Five centuries ago a great artist, scientist and inventor wrote: “Learn how to see. Realize that everything connects to everything else.” That man was Leonardo da Vinci himself, and today his eloquent principle has been wondrously applied to a surgical system which bears his name, a robotic assistant that translates the vision of the surgeon into ultra-precise results in the operating room.
Very early on, the experienced Atlanta-area doctors of Piedmont Colorectal Associates recognized the value of the da Vinci Surgical System, and have used it for hundreds of procedures, including colectomy and rectal resection.
Since the system’s approval by the U.S. Food and Drug Administration in 2000, an estimated 3 million patients worldwide have benefited from da Vinci technology. In the process, many procedures that once were major surgery have become minimally-invasive.
The da Vinci system is robotic-assisted surgery, but the term “robotic” sometimes misleads prospective patients. It is always the surgeon who is in control of this system; only the surgeon is making decisions and probing deep into complex anatomical structures. The machinery simply allows a surgeon to expand his or her capabilities, to make incisions and perform related techniques with higher levels of accuracy, dexterity and control.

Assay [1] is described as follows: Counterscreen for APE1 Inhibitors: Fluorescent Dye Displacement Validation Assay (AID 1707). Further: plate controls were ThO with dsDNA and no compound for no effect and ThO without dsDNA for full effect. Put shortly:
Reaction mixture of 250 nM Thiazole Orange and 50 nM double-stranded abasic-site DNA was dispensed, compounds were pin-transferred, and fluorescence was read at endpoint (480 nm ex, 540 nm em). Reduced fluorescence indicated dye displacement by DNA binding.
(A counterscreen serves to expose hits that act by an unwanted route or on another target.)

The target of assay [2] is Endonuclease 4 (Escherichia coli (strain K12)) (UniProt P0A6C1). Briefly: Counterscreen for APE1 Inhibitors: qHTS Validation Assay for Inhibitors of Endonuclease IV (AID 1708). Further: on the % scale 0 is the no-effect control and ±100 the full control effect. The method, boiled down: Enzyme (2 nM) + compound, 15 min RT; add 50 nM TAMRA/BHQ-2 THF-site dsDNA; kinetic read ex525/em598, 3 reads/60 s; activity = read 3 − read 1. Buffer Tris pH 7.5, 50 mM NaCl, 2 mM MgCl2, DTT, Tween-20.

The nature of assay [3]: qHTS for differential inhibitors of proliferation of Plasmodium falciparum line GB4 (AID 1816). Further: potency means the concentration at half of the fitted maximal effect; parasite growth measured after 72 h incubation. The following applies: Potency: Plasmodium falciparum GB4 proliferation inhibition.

In traditional surgeries such as laparoscopy, surgeons must look back and forth from their instruments to a video monitor to guide their movements. They do this standing up, using relatively inflexible instruments.
With da Vinci, the surgeon is seated at a console in the operating room, and controls both the camera and instruments with subtle hand movements. The 360-degree, high-definition image on the screen enhances precision, and in the process various surgical risks are dramatically reduced. The much smaller incisions created by the da Vinci instruments lower the chances for excess bleeding, infection, unnecessary scarring and extensive tissue trauma. Patients leave the hospital sooner and recover faster.
The da Vinci instruments reach into tight spaces, and allow movements that are smoother and more precisely calibrated than those of even the most gifted surgeon’s hands. Movements can be customized to a surgeon’s preferences. A three-to-one scale setting would move the surgical instrument one inch for every three inches of hand movement. In this sense, the surgeon is not only an artist, but becomes a musician, conducting a beautiful composition of his own making.
For more information on the benefits of da Vinci surgery, or to schedule a personal consultation in Atlanta or Stockbridge with one of our experienced doctors, please contact Piedmont Colorectal Associates today.